Mr Ray Shear Dear friend how are you all is fine here am working every day from a friend J. E. Lasp Salina Kans
Ray would have been 21 years old when he received this, and had been married to Catalina “Lena” Edel for 9 months already. They had no children yet, as their first child (Vernon Cornelius) wasn’t born until December 24, 1916. Ray and Lena’s marriage certificate is to the right, showing that they were living at the address given as his mother’s (Bogue, Kansas, Rural Route #2) when they got married on March 17, 1915. Perhaps they were living with his mother and step-father, or perhaps they were just living nearby.
The third postcard, a birthday greetings postcard, is undated and is from someone named Berthena Veatch to Ray:
Berthena Tammany Veatch was born in April, 1899, to Charles and Dorsey Veatch, and at the time of the 1910 census, they were living in Walton township, Rooks County, Kansas, just five houses away from Daniel Coddington and family. Daniel Coddington was Ray’s maternal uncle. Perhaps they knew each other from visits to family in Walton? Perhaps she’s a cousin or more distant relative?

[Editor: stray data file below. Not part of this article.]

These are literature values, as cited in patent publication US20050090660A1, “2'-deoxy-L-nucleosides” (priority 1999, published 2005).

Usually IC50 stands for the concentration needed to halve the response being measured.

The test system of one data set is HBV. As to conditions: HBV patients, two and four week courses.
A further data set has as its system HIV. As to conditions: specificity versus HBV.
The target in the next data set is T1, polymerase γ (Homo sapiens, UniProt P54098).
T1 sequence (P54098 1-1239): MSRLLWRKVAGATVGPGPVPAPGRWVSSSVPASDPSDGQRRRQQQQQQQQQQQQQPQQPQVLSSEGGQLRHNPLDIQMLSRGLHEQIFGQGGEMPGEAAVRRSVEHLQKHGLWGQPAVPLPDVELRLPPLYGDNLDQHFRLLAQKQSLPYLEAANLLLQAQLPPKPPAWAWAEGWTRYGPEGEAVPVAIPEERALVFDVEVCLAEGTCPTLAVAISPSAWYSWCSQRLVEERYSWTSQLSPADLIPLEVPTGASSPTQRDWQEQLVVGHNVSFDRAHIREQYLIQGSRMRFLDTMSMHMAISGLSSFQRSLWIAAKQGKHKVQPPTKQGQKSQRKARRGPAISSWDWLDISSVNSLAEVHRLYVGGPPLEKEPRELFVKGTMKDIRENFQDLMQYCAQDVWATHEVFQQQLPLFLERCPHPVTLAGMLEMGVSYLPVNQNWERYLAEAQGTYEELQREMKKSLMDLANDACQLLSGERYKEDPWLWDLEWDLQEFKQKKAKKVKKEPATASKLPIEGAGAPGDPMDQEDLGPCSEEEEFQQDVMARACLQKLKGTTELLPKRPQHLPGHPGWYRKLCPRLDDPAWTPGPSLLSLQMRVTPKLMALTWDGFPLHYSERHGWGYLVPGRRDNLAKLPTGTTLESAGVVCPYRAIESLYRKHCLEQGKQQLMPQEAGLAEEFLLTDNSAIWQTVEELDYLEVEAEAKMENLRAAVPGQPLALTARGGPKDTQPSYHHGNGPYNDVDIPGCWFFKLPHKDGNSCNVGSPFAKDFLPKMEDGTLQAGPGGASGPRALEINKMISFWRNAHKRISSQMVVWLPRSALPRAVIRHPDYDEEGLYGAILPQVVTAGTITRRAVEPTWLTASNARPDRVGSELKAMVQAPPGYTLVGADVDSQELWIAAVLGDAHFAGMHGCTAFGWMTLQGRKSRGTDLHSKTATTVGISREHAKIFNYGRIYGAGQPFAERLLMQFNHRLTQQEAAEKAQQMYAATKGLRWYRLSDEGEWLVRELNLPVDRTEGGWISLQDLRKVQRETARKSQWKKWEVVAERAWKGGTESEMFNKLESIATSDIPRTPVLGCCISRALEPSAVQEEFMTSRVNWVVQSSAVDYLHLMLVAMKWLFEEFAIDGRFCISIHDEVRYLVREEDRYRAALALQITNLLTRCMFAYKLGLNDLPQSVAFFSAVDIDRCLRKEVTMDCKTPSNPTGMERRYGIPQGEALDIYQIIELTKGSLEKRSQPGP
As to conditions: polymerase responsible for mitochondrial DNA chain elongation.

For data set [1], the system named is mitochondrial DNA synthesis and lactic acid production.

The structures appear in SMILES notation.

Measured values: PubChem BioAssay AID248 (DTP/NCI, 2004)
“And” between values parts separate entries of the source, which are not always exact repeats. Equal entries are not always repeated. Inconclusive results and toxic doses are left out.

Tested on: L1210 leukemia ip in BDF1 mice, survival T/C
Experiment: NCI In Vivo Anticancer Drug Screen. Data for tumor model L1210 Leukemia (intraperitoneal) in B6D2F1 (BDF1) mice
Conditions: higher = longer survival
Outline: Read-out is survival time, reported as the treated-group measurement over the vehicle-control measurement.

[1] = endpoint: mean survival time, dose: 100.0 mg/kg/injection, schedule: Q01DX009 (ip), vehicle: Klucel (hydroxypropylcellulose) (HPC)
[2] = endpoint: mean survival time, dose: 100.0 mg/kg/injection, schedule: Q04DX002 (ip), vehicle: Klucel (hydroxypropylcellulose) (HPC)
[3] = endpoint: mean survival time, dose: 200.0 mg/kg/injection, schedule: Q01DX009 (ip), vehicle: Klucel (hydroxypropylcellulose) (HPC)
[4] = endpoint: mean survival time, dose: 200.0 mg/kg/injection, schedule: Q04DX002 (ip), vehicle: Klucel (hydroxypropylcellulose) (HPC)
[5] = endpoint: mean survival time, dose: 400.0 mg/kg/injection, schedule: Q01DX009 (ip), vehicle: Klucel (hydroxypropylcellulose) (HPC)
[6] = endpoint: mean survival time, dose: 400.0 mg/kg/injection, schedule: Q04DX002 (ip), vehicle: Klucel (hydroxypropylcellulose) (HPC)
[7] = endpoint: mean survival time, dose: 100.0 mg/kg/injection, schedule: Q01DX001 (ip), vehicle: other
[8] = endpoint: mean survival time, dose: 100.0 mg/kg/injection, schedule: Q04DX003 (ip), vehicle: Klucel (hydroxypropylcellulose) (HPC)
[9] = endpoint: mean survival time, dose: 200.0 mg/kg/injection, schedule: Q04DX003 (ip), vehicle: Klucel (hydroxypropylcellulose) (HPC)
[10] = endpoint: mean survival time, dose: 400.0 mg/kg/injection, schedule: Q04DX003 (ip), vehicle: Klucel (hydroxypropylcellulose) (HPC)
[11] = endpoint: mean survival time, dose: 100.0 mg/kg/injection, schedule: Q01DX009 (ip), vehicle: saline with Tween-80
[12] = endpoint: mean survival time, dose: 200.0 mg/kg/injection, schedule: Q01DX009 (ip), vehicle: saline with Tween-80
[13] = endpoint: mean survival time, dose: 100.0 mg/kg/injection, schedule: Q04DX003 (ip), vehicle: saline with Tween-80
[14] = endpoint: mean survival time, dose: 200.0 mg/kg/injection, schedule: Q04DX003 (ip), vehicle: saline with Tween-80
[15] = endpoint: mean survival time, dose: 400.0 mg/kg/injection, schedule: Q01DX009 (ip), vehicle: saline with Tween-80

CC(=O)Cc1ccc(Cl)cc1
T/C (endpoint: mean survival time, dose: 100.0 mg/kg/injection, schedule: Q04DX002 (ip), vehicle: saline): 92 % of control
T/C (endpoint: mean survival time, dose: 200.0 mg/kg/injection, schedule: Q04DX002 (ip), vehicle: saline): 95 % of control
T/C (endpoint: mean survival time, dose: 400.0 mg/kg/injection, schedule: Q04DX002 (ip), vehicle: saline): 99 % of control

Finally, I found this photo postcard in the same stack of cards as I found the three postcards to Ray Shearer.
The “Frank Black’s relatives?” annotation is in my grandmother’s hand, and tells me that they probably got this photo postcard from Lena Black’s house after she died on December 23, 1978. She and Frank were both savers of family photos and letters. If it’s from Lena’s house, it could be from the Edel family, the Black family, or the Shearer family. It could also be from family friends, but the lack of an inscription makes me think that’s not the case.